The i-pad effect on writers part 2

Didn’t believe it when I said the i-pad was going to have a swift, negative effect on writers? Normally I’m not the “I told you so” type, but have you heard the latest? Amazon, which initially told MacMillan no to a proposed price hike for its books on Kindle, has reversed course and said okay. In case you haven’t connected the dots, MacMillan is among the first publishers to have signed a deal with Apple’s new i-pad “bookstore.”

To borrow a line from former President Nixon, let me make this perfectly clear: Publishers are not going to make money selling our books at ten dollars a pop, even though they get nine and we get one. You would think they might be satisfied with that profit margin, given how selling books electronically completely subtracts the expense of paper publishing. Alas, a corporation is a corporation. Why settle for nine when they can have 18?  And why should we, the authors, have a problem with that? Isn’t two dollars profit better than one? I suppose, but it’s not nearly as much better as going from nine to 18 dollars. If publishers want to retain the current status quo, that being that we write the books and they sell them, they must renegotiate our contracts, because a 90/10 split is beyond ridiculous.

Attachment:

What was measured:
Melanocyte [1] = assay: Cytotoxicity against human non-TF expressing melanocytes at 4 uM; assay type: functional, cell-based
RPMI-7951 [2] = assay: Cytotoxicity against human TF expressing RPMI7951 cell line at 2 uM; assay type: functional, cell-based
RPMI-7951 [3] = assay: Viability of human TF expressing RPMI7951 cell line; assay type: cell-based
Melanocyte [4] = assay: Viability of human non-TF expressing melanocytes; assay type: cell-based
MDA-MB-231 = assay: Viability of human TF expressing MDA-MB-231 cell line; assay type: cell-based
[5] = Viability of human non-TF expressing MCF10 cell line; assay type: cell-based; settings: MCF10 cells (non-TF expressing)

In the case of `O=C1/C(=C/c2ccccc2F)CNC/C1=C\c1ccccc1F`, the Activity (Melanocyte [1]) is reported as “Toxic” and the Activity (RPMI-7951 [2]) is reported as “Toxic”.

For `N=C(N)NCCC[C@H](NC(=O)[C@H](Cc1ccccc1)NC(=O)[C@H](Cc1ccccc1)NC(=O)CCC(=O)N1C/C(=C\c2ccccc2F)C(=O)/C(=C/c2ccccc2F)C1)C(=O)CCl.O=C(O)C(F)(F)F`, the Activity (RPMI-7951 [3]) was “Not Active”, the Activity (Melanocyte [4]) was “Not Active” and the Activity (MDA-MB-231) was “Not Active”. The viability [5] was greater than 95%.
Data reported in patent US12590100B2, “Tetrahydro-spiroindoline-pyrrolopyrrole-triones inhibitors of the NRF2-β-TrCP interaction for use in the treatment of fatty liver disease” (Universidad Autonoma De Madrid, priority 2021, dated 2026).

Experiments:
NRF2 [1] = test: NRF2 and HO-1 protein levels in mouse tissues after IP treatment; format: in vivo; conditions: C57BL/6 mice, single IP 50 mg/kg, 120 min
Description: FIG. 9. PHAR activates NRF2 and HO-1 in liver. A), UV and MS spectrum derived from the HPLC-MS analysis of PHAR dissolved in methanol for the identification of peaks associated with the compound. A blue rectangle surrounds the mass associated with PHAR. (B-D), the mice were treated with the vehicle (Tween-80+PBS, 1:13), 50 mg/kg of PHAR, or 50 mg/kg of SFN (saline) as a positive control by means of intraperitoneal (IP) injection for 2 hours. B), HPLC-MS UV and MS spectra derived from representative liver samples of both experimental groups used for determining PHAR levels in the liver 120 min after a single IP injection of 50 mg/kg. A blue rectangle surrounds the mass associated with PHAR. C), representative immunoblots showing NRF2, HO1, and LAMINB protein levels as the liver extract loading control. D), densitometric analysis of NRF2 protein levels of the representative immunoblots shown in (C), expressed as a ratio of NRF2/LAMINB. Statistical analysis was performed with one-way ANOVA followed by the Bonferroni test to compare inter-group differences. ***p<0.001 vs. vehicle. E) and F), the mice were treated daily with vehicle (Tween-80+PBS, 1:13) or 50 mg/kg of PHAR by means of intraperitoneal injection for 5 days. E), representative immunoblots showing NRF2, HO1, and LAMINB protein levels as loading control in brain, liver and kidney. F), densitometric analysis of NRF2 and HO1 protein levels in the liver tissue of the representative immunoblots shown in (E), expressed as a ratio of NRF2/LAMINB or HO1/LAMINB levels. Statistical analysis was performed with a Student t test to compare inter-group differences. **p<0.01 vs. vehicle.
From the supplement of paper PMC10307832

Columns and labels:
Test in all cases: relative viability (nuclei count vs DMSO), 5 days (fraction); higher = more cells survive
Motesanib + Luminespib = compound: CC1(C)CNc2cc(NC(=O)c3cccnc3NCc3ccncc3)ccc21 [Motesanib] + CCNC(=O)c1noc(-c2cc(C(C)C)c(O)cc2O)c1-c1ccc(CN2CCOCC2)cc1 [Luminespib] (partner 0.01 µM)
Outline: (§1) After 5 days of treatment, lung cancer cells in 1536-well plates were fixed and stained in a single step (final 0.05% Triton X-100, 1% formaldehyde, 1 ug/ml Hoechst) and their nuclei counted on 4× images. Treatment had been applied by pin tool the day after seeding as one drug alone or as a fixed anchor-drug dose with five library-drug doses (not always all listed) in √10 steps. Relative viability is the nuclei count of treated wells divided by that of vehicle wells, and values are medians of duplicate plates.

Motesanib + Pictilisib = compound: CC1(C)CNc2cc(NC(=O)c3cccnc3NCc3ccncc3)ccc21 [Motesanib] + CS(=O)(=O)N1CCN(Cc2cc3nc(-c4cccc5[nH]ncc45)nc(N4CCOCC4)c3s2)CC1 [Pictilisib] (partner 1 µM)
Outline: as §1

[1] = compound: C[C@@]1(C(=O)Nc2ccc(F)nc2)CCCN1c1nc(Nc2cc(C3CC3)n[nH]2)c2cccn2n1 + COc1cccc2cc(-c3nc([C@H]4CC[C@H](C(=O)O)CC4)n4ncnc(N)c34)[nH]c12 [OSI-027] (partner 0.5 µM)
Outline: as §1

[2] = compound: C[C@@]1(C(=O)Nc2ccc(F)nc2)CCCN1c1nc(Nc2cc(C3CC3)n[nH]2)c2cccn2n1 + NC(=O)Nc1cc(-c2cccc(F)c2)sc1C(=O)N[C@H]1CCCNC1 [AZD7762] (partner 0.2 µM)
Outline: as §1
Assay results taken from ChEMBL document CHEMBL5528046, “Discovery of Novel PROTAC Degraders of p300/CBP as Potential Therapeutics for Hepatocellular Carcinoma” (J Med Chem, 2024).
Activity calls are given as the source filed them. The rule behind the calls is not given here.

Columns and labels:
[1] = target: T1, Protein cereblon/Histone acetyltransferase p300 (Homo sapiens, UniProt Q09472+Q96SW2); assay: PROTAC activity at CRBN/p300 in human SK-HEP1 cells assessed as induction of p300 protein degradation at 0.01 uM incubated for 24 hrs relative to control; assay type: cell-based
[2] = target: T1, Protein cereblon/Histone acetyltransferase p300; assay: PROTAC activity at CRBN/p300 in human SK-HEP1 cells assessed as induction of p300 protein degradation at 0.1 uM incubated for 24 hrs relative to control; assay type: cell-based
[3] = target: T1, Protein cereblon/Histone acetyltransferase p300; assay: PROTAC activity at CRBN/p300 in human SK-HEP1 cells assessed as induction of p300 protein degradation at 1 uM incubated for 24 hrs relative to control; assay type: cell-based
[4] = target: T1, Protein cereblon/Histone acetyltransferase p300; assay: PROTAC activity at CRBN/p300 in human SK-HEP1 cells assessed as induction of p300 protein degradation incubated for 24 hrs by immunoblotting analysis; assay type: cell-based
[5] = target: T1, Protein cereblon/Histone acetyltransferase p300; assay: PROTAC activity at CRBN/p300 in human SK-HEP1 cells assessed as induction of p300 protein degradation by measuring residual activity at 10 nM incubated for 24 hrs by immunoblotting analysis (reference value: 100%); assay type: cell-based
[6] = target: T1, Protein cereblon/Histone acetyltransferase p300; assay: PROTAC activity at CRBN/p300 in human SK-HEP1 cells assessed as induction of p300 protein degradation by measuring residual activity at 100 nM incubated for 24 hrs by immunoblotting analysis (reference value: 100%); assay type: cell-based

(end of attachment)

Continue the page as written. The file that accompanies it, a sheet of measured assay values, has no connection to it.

Used to be, when we signed with a publisher, we worked with a content editor and a copy editor. Once published, our books were marketed to the masses via bookstores, magazine ads, book tours, etc. Unless you’ve been living under a LOST hatch for the past 20 years, you know none of those things are part of the deal anymore. It’s up to us, the authors, to do it all. Yet publishers’ profit margins continue to increase while ours remains a lowly ten percent.

I guess I’m nostalgic today, because an old Beatles’ song is blaring in my mind: You say you want a revolution . . .